The Oregon Coast Council for the Arts is pleased to present the photography exhibition “Dorothea Lange in Oregon,” in the Runyan Gallery at the Newport Visual Arts Center from August 7 to September 12. The touring exhibition of Dorothea Lange’s 1939 Oregon photographs taken for the Farm Security Administration (FSA), a New Deal agency, has been curated and developed by the Oregon Cultural Heritage Commission (OCHC). A public discussion and media presentation by David Milholland, OCHC’s director, is being scheduled for August. The opening reception will be on August 7, 5-7pm, at the Newport Visual Arts Center.
Dorothea Lange has long been recognized as an artist of conscience and humanist values. The exhibition highlights New Deal projects in Oregon, especially the rural initiatives, and the lasting impact from employment of capable artists.
Lange’s Oregon images capture the plight and prospects of many people, some long-time Oregon residents and many others just swept in from the Dust Bowl misery across the U.S. heartland. Her charge included the portrayal of federal agencies’ good works in a crushing period economically. Intent on demonstrating the survival of traditional values and the persistence of social cohesion among rural Americans, FSA director Roy Stryker instructed his photographers never to ridicule their subjects. The effort ultimately generated some 270,000 images, “the largest photographic project of a people ever undertaken,” according to the FDR Presidential Library.
The images Lange took in Oregon and the Pacific Northwest have long remained invisible. Terminated from the FSA for the third time in 1939, partially for budgetary reasons but also due to feuds with the bureaucracy, Lange did not see her unpublished Oregon photographs until 25 years later. Several years ago, Portland historian Mike Munk urged the Oregon Cultural Heritage Commission (OCHC) to mount an exhibit of Lange’s Oregon photographs, available online through the Library of Congress. With financial backing from individual supporters and three small grants, OCHC contracted with Portland photographer Rick Regan and Technical Imaging Services to print enlarged editions of 48 digitized negatives. Appropriate captions from Lange’s field notes are matched with each photograph.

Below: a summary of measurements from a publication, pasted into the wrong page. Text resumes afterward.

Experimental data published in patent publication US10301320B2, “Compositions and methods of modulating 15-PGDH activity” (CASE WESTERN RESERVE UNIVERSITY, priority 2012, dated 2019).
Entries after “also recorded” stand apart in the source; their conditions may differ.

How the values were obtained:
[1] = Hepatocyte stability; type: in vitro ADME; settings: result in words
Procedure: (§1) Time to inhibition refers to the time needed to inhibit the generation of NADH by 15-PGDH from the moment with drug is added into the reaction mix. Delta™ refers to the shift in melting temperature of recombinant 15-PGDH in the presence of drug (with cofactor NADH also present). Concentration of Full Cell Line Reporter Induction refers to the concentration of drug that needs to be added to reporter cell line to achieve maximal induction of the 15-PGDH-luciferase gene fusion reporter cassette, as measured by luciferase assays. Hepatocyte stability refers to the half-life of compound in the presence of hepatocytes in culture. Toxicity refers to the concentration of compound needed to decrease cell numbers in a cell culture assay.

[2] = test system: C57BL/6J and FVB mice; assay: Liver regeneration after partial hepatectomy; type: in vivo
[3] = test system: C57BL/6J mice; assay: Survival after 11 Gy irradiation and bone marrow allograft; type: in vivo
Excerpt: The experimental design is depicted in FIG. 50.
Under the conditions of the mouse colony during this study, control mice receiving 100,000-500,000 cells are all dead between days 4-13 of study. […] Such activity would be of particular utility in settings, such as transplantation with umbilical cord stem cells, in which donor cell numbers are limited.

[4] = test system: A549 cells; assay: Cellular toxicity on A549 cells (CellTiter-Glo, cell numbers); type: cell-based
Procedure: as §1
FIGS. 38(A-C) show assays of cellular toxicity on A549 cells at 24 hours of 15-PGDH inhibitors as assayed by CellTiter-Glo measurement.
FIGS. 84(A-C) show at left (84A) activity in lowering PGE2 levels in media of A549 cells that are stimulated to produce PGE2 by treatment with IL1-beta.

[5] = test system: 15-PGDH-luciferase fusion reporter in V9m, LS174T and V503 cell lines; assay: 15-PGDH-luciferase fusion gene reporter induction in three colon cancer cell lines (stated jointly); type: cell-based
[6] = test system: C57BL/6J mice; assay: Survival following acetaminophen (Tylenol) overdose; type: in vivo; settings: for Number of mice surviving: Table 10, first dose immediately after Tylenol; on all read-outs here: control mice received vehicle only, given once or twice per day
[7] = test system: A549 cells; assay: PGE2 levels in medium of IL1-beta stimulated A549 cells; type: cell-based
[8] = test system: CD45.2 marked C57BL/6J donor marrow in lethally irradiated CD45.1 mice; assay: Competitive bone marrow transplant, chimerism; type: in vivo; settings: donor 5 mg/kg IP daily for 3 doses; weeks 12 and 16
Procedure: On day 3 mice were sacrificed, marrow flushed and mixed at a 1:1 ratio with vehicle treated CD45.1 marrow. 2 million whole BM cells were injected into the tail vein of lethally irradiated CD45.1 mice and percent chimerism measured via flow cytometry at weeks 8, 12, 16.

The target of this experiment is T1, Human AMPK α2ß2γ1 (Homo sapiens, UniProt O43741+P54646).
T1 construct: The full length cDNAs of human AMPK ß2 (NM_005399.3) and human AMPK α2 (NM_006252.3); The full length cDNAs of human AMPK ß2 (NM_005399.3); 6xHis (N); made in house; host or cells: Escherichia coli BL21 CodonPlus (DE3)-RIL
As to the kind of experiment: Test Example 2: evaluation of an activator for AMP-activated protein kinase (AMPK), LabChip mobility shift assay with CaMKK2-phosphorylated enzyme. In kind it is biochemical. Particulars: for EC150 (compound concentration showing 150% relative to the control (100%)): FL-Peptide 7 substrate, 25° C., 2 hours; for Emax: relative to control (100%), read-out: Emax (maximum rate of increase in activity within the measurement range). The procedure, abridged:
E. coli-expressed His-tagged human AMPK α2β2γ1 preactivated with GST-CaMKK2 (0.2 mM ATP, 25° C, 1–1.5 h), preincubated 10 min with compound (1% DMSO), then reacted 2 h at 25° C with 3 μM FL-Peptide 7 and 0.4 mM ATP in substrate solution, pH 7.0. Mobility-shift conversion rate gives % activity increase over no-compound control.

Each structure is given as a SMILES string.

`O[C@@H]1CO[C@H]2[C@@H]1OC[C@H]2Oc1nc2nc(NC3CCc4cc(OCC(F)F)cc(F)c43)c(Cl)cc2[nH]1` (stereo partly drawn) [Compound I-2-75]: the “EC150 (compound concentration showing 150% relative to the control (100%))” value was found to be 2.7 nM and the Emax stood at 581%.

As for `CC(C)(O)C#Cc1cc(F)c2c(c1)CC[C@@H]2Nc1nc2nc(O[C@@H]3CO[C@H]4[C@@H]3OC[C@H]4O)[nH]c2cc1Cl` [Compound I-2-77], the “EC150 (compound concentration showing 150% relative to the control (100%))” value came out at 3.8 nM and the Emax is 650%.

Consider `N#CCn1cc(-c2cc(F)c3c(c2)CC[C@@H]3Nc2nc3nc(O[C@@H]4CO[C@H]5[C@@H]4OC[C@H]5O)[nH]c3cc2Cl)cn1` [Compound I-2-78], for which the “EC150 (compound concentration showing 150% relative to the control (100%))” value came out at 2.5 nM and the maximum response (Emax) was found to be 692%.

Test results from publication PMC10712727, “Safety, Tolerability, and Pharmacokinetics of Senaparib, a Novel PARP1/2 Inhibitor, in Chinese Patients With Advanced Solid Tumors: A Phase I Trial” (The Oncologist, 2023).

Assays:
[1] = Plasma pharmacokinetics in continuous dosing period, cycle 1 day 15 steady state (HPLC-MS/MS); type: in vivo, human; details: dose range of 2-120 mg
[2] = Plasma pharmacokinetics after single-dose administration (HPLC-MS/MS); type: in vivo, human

As a visual sociologist, Lange sought to put words and images together by quoting her subjects and attaching extended captions and notations to her pictures. She believed a photograph should be “a promoter of consequences.”
“Lange's camera observes pointedly the course of humble lives trying to re-emerge:
hop farmers and lumber workers laboring, or conversely, idling; young children hanging out or similarly working next to their parents in fields; and the desolate, dirt-strewn canvas cities where these lives were being reshaped,” writes D.K. Row of The Oregonian.
Extensive support materials and related programs have been developed to accompany the exhibition. The collection debuted at Portland State University’s Littman Gallery in the fall of 2009, and has since been shown at the Washington County Historical Museum, Four Rivers Cultural Center in Ontario and the Wayne Morse Center at the University of Oregon Law School in Eugene.
The Runyan Gallery is open Tuesday-Sunday, 11am-6pm.
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